Attempted reverse domain name hijacking is an abuse of the administrative process

domain name administrative processSource: WIPO, Arbitration and Mediation Center, April 4, 2021, Case No. D2020-3416, HSIL Limited, Somany Home Innovation Limited v. SHIL Ltd, Brilloca Limited v. GOTW Hostmaster, Get on The Web Limited, India

 

Reverse domain name hijacking constitutes an abuse of procedure. On this topic, the WIPO issued on April 4, 2021 a decision reminding Complainants of their failings: it was their duty to proceed to relevant checks before initiating the complaint and to build their case properly. The examiner was all the more severe given that Complainants were represented by counsel.

The complaint in question was filed by three applicants.

 

 

First Complainant is an Indian company notably specializing in the manufacture and sale of sanitary products and kitchen appliances. First Complainant was originally known as Hindustan Twyfords, but later changed its name to HSIL Ltd. in 2009. Second Complainant, Somany Home Innovation Limited, was incorporated in 2017. It manufactures and sells, among other goods, air and water purifiers, water heaters, air coolers. Like Second Complainant, Third Complainant, Brilloca Ltd, results from the split of First Complainant.

Having detected the registration of the domain names <hsil.com> registered on November 16, 1999 and <shil.com> on December 9, 1999, Complainants filed a complaint with the WIPO Arbitration and Mediation Center to request the transfer of the domain names.

 

 

Respondent is a UK registered company, established on October 7, 1998, which provides web development services to help small businesses gain visibility on the Internet, initially focusing on the health club and leisure equipment market. In addition to the main site « health-club.net », Respondent has registered a number of short acronymic domain names.

First Complainant owns trademarks for the sign « HSIL », the first of which dates from 2004. Complainants further argue that Somany Home Innovation is widely known by the sign « SHIL », the acronym that corresponds to its corporate name.

 

 

First and foremost, the panelist notes that the applicants have not submitted any evidence showing the use of the sign « SHIL » to the point of making it a distinctive identifier for their benefit. Therefore, the latter considers that they are in default concerning the proof of likelihood of confusion between the <shil.com> domain name and an earlier trademark in which they potentially have rights. On the other hand, the likelihood of confusion was recognized for the name <hsil.com>.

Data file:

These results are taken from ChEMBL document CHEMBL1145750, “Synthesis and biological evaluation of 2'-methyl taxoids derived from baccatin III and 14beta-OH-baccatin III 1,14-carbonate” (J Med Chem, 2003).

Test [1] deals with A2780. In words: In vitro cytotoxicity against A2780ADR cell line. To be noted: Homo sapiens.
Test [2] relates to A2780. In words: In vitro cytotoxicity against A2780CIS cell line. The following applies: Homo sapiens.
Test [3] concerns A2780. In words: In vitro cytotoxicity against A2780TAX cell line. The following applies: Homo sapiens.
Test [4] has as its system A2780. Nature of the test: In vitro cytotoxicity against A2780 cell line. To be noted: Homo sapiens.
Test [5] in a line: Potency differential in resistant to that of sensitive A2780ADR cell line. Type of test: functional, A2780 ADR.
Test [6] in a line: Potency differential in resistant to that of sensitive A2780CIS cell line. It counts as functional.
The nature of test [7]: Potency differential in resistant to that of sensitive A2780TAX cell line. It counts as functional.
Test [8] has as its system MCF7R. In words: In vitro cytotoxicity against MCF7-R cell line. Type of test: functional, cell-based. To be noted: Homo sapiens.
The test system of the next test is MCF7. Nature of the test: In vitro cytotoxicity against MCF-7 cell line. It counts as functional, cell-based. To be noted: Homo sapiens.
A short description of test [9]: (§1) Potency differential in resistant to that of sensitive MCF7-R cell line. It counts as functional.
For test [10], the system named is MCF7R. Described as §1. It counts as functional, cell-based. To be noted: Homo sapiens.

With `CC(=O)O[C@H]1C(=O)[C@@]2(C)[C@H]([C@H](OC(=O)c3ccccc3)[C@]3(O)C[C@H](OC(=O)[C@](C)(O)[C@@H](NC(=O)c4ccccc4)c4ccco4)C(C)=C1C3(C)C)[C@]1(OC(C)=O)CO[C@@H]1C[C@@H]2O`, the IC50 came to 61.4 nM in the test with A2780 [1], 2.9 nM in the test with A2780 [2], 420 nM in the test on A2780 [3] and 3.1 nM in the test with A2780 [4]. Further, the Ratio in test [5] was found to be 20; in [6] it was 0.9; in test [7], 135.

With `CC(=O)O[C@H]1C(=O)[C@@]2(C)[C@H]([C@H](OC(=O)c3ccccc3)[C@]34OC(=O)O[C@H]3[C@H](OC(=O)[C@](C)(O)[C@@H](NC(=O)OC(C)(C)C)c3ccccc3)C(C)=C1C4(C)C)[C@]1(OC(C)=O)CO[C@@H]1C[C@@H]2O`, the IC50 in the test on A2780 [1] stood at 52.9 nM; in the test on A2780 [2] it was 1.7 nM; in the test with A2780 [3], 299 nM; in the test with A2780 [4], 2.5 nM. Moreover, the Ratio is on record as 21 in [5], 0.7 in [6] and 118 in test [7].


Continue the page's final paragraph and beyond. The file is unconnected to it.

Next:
Then, regarding the issue of legitimate interest and/or rights in the domain names, the panelist takes into account the fact that Respondent registered the disputed domain names in 1999, before the alleged filing and use of Complainants’ « HSIL » and « SHIL » marks. As opposed to Complainants, Respondent has provided evidence to support its claims that the names were used as acronyms for « Sports / Health in London » and « Health / Sports in London ».

Besides, the disputed domain names were registered in 1999, many years before the filing of the HSIL marks and the registration of domain names containing « HSIL ». In addition, the Complainants have no trademark rights for the sign « SHIL ».

Also, Respondent has demonstrated a use of the disputed domain names in connection to a bona fide offering of goods and services.

 

The complaint is therefore dismissed.

In addition, the panelist found that the complaint constituted reverse domain name hijacking, an attempt to obtain a domain name by artificially proving infringement.

Complainants, who are represented by counsel, should have anticipated the weakness of their argument and the fact that the acronyms « Hsil » and « Shil » could not refer exclusively to them, as alleged in the complaint without any evidence.

The panelist also notes that Complainants tried to make it look like trademarks were rejected in India because of the « well-known status and enormous goodwill » acquired by their earlier marks. This, despite the fact that the defendant has proven that third parties have been able to obtain registration of trademarks for the sign « SHIL » in India.

 

The panelist also targets Complainants’ representative and denounces an « unfamiliarity with the UDRP » and raises the fact that the latter has listed the registrar as respondent simply because it had allowed the registration of an available domain name, even though it is not in its power to decide whether or not to allow a registration.